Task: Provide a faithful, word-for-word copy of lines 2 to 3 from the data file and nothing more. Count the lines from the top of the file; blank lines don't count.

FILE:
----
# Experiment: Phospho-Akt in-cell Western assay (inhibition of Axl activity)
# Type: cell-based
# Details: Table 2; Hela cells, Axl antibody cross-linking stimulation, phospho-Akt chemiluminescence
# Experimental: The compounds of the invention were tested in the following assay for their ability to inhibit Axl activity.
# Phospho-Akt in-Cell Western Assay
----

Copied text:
# Type: cell-based
# Details: Table 2; Hela cells, Axl antibody cross-linking stimulation, phospho-Akt chemiluminescence